Most of the tests are now performed on computers, but since the software often has errors, as a result, constructions that obviously have not been finalized go into production and their problems are already fixed, as they say, “in the process”. Thus, five or six routine replacement of liner materials and types of nozzles, piston groups and piston rings is the price for the “progressiveness” of the engine.
6. Diagnostic difficulty and rare maintenance
If you look under the hood of a modern car, and then under the hood of an older one that came out in the 90s, you will see how more compact the engines have become and how much more tightly they now fit into the engine compartment. No one wants to carry air, and the requirements for increasing the internal space while maintaining the compact size of the car over time have only increased.
Sometimes this is accompanied by a clear deterioration in the operation. However, in any case, this leads to a complication of the diagnosis and large periods that it takes. Workshops now have to rely more on electronic self-diagnosis systems, and less on connecting additional monitoring devices and visual control. Also, service procedures are now less frequent, therefore, the ability to identify a problem at an early stage is also significantly reduced.
7. Working conditions
The last factor, perhaps, was an increase in the average engine load. Since the new automatic transmissions are designed to reduce fuel consumption, on the other hand, they force the engine to work in such ways that create maximum loads at certain speeds. On the one hand, this saves fuel, and on the other, it does not pass without a trace for the units. New automatic transmissions make it possible to easily and without hesitation use the full power of the engine, and by reducing the noise of the units, the process becomes easy and enjoyable. Well, you have to pay for it, as always, with the reliability of the engine.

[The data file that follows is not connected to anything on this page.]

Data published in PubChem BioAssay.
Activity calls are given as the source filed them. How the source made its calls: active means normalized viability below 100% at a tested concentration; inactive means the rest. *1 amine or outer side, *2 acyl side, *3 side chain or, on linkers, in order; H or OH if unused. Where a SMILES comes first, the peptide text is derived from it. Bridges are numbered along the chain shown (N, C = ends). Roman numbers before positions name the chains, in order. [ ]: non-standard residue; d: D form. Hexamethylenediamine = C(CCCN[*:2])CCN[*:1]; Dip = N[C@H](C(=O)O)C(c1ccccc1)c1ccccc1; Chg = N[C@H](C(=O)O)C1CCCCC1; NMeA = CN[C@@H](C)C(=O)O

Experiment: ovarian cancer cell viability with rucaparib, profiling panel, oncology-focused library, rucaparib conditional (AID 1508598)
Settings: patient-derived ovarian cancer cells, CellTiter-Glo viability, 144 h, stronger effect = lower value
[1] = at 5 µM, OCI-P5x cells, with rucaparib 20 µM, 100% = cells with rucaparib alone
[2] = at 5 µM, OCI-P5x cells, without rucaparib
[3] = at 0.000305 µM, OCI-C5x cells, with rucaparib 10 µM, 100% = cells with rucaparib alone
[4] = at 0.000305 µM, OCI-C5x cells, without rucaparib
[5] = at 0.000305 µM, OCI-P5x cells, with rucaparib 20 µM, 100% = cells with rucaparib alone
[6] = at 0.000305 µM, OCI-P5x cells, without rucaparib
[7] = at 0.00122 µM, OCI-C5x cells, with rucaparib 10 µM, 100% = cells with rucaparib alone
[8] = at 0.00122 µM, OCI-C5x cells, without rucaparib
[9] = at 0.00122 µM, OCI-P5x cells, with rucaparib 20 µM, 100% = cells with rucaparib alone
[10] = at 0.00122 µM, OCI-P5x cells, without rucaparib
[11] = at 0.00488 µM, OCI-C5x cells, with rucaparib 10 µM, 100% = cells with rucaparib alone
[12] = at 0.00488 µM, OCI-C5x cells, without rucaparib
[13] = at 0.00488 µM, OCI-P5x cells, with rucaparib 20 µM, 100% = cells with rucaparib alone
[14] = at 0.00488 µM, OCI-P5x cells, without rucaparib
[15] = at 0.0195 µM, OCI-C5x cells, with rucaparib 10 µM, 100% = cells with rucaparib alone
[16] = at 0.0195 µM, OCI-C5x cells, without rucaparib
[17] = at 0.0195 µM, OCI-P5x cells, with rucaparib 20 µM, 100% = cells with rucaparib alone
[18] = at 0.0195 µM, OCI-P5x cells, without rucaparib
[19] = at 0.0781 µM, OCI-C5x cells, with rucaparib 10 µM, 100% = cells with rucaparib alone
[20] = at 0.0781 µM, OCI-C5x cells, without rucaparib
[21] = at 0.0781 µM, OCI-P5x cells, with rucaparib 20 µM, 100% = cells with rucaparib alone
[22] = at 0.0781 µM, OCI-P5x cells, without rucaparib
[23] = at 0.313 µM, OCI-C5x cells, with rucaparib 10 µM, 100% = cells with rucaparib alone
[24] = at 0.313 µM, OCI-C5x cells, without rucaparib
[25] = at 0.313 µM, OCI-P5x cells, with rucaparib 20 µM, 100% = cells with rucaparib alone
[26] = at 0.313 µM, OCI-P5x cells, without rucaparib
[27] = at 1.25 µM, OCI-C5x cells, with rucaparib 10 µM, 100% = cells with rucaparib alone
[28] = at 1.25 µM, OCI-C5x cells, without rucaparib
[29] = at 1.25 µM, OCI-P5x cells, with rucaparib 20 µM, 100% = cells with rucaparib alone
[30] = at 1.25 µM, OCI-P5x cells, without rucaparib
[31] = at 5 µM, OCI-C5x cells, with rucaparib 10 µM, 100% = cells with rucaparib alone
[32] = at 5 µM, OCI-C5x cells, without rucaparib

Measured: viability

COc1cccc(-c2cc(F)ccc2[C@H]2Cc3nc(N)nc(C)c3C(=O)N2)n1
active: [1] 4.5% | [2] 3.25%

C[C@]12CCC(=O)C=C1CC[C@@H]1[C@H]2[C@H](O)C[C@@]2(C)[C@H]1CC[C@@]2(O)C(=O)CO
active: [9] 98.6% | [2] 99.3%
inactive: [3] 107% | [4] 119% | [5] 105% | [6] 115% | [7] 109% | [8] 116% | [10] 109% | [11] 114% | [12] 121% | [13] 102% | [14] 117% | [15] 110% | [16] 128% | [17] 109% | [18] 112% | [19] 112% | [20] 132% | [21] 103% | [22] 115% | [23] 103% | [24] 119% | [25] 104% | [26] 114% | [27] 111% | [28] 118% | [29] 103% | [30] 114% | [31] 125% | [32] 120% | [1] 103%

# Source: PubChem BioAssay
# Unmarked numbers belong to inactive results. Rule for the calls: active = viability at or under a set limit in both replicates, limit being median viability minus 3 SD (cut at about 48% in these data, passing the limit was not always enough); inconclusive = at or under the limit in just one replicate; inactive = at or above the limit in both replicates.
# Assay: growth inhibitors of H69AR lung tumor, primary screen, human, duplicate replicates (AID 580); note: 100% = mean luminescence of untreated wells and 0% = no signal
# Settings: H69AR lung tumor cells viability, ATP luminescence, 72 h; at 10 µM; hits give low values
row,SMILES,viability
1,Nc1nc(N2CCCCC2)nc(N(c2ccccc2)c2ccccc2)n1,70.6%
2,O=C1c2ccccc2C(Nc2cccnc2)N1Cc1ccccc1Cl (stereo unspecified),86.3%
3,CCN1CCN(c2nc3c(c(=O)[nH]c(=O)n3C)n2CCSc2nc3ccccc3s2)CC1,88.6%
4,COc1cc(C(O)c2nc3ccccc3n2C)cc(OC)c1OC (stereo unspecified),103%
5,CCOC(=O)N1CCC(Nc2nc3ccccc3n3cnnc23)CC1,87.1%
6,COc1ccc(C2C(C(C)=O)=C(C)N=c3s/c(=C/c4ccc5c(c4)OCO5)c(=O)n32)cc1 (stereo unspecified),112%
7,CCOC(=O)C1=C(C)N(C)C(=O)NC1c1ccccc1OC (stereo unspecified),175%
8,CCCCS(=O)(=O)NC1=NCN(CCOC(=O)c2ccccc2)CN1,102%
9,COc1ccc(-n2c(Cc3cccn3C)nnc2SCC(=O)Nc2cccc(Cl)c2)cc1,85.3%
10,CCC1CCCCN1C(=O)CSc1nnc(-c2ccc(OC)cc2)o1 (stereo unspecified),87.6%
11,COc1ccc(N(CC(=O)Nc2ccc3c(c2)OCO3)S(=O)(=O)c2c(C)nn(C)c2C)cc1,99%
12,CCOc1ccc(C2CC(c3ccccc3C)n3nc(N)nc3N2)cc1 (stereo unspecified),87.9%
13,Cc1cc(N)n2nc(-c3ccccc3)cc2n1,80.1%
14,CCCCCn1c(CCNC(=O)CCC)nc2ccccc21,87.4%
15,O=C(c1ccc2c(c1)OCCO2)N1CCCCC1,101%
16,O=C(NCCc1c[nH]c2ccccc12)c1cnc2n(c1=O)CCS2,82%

Each of the above reasons alone creates a steady feeling that many new cars have constant engine problems. Moreover, most progressive manufacturers have the most problems, while the more conservative ones have fewer problems. In fact, in general, the number of failures in the warranty period becomes lower, which is a consequence of the work of quality control systems.
Also, it became possible to timely correct errors in problematic series of engines or to completely remove them from production, if it is impossible to correct the situation by small forces. Everything that goes beyond the warranty period is already outside the interests of the manufacturer. It is possible that after the warranty period, the car travels very briefly, and its repair will be expensive and require the use of special tools.
Until then, the owner of the car will be able to fully enjoy it – in the end, it is both more economical and faster. Moreover, the cost of fuel saved may be even higher than the increased expenses for the upcoming engine repair, which the driver will sooner or later face.